The most horrifying point of the book was that the government’s response to the crisis, the so-called bailout, will not prevent the crisis from happening again. We can only hope that we are all better educated the next time around. As I opened Outlook this morning, though, the first article that caught my eye was from Housingwire entitled “Risky home lending really on the comeback?”  Let’s collectively hope not!

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Grace Period for TRID Enforcement? Sort of ….

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hourglassOn October 1, Director Richard Cordray of the CFPB, responded to a request* from the American Bankers Association (ABA) for clarification on how the TRID rules will be enforced in the first few months of implementation. The answer was complicated but ultimately signified examiners will initially look at the good faith efforts of lenders to comply.

The letter, which copied 17 industry trade associations, recognized the burden on the mortgage industry to make significant systems and operational changes and engage in extensive coordination with third parties. Initially, according to the letter, examiners will evaluate a lender’s compliance management system, implementation plan, staff training and overall efforts to comply, recognizing the scope and scale of the necessary changes. The letter stated:

 “Examiners will expect supervised entities to make good faith efforts to comply with the Rule’s requirements in a timely manner.”

As a vote of confidence, the letter concluded that this examination process will be similar to the agency’s approach after the January 2014 effective date of several mortgage rules, where the experience was “our institutions did make good faith efforts to comply and were typically successful in doing so.”

No time limit was stated for this initial examination methodology.

On October 6, Fannie Mae and Freddie Mac followed with announcements that they will not conduct routine file reviews for technical compliance with TRID but will evaluate whether correct forms are being used in the closing process. Fannie and Freddie expect lenders to make good faith efforts to comply with TRID. Failure to use the correct forms will be deemed a violation of the good faith effort standard.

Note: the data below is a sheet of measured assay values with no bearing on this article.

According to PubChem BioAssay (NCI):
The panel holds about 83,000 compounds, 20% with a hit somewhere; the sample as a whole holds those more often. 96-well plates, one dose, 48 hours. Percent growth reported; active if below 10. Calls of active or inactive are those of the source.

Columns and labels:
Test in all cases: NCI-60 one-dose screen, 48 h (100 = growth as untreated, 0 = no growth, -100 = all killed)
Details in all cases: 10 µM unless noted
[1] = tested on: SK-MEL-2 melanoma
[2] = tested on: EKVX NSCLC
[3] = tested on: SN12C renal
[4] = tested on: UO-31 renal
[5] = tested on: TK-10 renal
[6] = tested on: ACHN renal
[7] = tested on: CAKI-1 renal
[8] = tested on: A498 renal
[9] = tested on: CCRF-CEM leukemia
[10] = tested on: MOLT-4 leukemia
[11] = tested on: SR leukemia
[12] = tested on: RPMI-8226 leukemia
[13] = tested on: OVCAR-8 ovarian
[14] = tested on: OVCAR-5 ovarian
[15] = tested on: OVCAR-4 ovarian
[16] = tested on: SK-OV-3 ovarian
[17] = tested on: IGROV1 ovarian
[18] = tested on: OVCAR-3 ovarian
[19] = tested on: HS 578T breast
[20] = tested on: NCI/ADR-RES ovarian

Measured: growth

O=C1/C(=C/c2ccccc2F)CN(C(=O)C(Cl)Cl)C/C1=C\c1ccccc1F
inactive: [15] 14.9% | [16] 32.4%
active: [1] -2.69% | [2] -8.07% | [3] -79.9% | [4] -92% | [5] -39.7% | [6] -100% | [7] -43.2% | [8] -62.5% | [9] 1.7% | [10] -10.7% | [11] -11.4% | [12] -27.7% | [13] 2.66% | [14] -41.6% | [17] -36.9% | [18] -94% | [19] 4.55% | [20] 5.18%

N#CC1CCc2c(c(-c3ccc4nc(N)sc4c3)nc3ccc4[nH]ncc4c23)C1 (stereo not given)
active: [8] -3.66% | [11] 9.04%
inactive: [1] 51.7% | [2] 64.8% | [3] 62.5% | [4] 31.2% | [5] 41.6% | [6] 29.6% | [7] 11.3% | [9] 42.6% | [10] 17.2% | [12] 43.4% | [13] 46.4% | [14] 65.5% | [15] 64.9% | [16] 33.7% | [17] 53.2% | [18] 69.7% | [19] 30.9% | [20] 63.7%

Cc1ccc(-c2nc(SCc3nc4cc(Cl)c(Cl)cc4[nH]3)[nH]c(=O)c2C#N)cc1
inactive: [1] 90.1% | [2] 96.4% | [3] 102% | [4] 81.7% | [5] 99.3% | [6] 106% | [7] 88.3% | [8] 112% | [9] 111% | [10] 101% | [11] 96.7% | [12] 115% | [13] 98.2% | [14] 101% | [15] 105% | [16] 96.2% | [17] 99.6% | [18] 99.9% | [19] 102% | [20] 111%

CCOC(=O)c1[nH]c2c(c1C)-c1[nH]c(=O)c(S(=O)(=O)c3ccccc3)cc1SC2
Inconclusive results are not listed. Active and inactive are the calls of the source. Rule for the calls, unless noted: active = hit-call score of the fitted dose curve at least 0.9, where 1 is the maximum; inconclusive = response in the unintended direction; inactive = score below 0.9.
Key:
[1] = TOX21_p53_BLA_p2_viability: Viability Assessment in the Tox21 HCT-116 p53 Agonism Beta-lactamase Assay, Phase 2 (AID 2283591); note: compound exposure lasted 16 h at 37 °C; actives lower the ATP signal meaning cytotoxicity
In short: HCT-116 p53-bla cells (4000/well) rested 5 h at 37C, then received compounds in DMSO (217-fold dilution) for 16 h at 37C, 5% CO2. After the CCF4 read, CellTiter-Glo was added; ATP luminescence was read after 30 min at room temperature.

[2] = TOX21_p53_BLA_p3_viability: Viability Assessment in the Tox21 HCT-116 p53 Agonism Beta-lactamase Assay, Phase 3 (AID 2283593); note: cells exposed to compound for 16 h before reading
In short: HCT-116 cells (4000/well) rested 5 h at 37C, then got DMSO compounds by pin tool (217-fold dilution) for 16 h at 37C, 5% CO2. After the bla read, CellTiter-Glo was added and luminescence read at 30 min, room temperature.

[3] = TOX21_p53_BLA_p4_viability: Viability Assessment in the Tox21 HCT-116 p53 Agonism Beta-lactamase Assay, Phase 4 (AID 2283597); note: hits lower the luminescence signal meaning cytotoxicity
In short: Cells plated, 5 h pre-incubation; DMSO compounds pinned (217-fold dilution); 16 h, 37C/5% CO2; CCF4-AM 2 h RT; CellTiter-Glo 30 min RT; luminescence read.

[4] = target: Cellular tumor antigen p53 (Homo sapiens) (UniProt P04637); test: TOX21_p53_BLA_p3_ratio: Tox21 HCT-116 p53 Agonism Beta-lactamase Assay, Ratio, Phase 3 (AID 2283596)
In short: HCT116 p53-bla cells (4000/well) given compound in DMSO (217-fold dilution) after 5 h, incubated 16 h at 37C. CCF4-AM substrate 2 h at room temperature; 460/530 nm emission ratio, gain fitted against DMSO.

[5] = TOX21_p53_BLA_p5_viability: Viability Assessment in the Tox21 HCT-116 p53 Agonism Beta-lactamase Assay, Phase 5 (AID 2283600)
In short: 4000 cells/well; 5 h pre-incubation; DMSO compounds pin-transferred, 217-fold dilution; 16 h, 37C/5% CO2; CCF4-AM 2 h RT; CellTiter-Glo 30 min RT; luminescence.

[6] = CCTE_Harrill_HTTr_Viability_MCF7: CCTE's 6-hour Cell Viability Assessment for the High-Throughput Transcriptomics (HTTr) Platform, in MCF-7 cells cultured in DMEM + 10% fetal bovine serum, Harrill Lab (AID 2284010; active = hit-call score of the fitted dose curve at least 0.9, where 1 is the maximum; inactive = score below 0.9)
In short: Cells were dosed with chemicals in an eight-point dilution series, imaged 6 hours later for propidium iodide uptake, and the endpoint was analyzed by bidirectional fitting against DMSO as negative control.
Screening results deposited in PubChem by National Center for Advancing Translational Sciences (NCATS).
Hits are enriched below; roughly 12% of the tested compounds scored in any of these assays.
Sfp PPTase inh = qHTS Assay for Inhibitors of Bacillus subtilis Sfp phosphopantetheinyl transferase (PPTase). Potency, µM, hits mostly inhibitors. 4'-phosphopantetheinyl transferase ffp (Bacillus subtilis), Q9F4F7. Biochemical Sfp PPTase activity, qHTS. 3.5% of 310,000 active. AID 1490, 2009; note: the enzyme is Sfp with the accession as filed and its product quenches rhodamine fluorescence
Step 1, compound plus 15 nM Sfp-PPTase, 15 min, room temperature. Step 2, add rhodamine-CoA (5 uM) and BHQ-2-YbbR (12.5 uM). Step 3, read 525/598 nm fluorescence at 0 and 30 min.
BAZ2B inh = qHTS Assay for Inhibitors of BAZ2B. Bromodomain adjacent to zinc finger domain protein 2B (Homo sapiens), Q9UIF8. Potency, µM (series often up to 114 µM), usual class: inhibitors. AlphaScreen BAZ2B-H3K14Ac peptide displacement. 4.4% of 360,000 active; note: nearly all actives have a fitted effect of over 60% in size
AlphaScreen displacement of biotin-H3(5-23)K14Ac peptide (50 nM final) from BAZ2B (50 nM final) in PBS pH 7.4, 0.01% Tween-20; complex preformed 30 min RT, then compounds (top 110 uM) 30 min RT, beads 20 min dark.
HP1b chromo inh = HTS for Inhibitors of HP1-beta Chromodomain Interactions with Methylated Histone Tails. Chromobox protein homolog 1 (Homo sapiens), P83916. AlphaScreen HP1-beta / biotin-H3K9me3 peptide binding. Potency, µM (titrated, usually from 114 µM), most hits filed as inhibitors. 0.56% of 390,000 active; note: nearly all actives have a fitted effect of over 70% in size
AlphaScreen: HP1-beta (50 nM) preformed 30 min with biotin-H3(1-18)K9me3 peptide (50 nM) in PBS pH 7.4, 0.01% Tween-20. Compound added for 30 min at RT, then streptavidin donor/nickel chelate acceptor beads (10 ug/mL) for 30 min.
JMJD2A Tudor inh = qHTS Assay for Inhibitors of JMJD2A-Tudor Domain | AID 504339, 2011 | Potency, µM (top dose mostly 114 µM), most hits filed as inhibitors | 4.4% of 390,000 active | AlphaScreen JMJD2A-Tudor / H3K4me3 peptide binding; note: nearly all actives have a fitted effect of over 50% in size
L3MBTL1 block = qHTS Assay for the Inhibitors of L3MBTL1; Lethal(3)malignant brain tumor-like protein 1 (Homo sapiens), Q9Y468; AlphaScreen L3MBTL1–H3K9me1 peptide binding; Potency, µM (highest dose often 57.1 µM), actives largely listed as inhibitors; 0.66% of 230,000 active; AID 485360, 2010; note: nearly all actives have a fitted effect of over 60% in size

Lenders were reminded that Fannie and Freddie have several remedies for a lender’s violation of law that may impair the ability to enforce notes and mortgages. But the announcements stated that the remedies will be used in two limited circumstances in connection with TRID: (1) where the required forms are not used; and (2) where a court of law, regulator or other authoritative body determines that a practice violates TRID and impairs the ability to enforce the note and mortgage or would results in assignee liability

No time limit was placed on this grace period.

On October 16, Federal Housing Administration’s (FHA) Office of Single Family Housing announced that it will not include technical TRID compliance as an element of its routine quality control reviews, except to determine that correct forms were used, until April 16, 2016.

Efforts are underway in Congress to establish a formal grace period until January 1, 2016. The Homebuyer’s Assistance Act has passed in the House and is up for a vote in the Senate.

*The request was made by the ABA to FFIEC, which is comprised of the Federal Reserve System, the Federal Deposit Insurance Corporation, the National Credit Union Administration, the Comptroller of the Currency, the CFPB, and the State Liaison Committee.

Dirt Lawyers: Beware of Marketing Services Agreements

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beware pumpkinsThe Consumer Financial Protection Bureau (CFPB) is scrutinizing Marketing Services Agreements (MSAs) in a way that appears to be contrary to decades of HUD guidance. In addition to a significant number of enforcement actions involving MSAs, the agency issued Compliance Bulletin 2015-05 on October 8 which casts doubt about whether the CFPB would ever approve an MSA.